Last week, all the fraternities and sororities on campus joined together to participate in Greek Week, a former annual event that has not taken place at Mississippi State University since 2016.
Greek Week offered fraternity and sorority members the opportunity to bond through different activities highlighting the core values of Greek life: service, unity, academics, diversity and inclusion.
The first Greek Week dates back to the 90s. However, this typically annual event was cancelled last year because of scheduling conflicts with Limelight, an annual fundraising dance competition between the different campus organizations.
Since this year started this tradition again, Seth Male, director of programming for Interfraternal Council, said he believes this week and the following events have been and will be successful.
"I think it has gone great. It’s cool to see four worlds with four different kinds of students come together," Male said.
There are four different councils who oversee Greek Life: the National Pan-Hellenic Council for predominately African American Greek life, the Interfraternal Council for predominately white fraternities, Multicultural Greek Council for predominately Latinos and Panhellenic Council for predominately white sororities.
Students got free chicken biscuits and t-shirts by visiting the Greek Life office. The purpose was to promote the office and encourage Greeks to utilize the office.
On Tuesday, the documentary "Haze" was shown in the Bettersworth Auditorium in Lee Hall as a way to increase the understanding and awareness of the serious nature and permanent effects of hazing. “Haze” focused on Gordie Bailey, a student who pledged fraternity Chi Psi and was the victim of a fatal hazing incident at University of Colorado in 2004. The film was followed by panel discussion.
Eric Lucas, the president of the National Pan-Hellenic Council, said all activities during Greek Week were voluntary, but the "Haze" film had a great turn out.
"While we have been blessed at Mississippi State not to have any serious hazing allegations, it is still a great thing to bring awareness to," Lucas said.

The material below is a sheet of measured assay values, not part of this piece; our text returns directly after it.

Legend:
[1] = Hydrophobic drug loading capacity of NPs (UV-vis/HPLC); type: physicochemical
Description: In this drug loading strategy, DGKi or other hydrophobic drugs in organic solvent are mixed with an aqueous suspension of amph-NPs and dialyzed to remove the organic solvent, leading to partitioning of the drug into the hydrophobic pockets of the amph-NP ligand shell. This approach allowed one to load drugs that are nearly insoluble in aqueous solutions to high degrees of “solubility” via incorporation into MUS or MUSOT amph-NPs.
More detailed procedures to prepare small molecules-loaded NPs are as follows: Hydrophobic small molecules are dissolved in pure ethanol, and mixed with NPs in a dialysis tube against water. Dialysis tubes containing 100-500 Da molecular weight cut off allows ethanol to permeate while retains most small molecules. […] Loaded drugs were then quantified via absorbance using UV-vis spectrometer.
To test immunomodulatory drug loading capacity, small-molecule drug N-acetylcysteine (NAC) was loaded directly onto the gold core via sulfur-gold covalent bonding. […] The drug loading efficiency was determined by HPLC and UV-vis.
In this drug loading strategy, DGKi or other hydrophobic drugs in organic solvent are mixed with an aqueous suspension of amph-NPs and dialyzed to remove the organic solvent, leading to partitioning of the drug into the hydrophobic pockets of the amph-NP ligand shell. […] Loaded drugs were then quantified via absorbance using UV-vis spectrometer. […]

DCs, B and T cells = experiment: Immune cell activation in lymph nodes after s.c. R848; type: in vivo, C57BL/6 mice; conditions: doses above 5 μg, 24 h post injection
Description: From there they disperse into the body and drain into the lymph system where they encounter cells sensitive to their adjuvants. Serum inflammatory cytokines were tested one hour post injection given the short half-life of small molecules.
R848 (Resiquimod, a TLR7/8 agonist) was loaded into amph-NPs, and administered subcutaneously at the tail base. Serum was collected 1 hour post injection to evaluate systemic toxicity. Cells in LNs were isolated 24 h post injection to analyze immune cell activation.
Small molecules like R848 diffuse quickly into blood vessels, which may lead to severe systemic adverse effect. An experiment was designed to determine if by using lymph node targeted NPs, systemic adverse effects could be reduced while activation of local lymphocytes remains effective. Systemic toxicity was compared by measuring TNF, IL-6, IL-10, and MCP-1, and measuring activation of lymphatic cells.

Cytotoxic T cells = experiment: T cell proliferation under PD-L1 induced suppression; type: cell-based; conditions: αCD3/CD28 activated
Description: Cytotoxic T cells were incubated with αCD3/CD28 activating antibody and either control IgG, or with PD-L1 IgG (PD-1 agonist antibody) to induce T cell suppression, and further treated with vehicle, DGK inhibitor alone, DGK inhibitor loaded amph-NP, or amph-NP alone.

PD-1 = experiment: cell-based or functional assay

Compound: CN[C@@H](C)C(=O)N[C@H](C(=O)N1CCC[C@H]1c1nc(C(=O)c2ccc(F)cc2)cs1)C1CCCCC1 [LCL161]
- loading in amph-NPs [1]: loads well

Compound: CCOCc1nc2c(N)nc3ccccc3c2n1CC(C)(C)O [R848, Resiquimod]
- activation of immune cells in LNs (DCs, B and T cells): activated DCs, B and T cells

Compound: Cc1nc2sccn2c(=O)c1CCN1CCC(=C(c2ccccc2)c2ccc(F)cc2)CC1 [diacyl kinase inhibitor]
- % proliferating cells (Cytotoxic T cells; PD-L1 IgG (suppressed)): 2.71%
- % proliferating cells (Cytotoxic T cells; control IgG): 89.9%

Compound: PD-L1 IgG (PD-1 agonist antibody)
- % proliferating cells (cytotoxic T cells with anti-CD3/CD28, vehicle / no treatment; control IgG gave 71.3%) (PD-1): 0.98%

Male said the film had a powerful impact, even on members who are typically light-hearted.
"That was eye opening to me especially," Male said. "I have juniors in my fraternity who aren’t the type of person who would be touched by a film like that, but they were like, 'Dude, that hit.'"
Wednesday was Scholar’s Day, a day designed to reinforce importance of academics. A seminar was held to inform students in Greek life on how to develop study skills, as well as the importance of studying.
Unfortunately, the events on Thursday and Friday were rescheduled due to the unforeseen bad weather and other scheduling conflicts.
Anna McGuire, the director of activities for the Panhellenic Council, said the weather caused a change in scheduling, but they were determined to host the planned activities.
"You expect the week to go flawlessly and then you’re like, 'Okay, kind of blew up in my face,' but we’ve gotten it worked out," McGuire said. "We’re just going to morph it into a Greek Week 2.0 because of the rain."
The Greek Olympics scheduled for last Thursday were rescheduled to Oct. 2. This event will have multiple teams composed of a mixture of the different councils compete in outdoor sporting events.
Lucas said the Greek Olympics is the center of the week, and is designed to build a sense of unity among all members of Greek life.
"The point of Greek Week is to build relationships across councils, and that’s what we were really going to focus on during Greek Olympics," Lucas said.
Field Day at Henderson Ward Elementary School, where Greek members will have a massive recess with the school's students, was originally planned for last Friday but was rescheduled to Oct. 5 due to standardized testing.
McGuire said the weather or scheduling conflicts will not stop the Greek members in completing the Greek Week activities.
"It would be so easy to cancel the events," McGuire said. "Just because it’s not during Greek Week, it doesn’t mean we aren’t trying to promote Greek unity at all times of the year."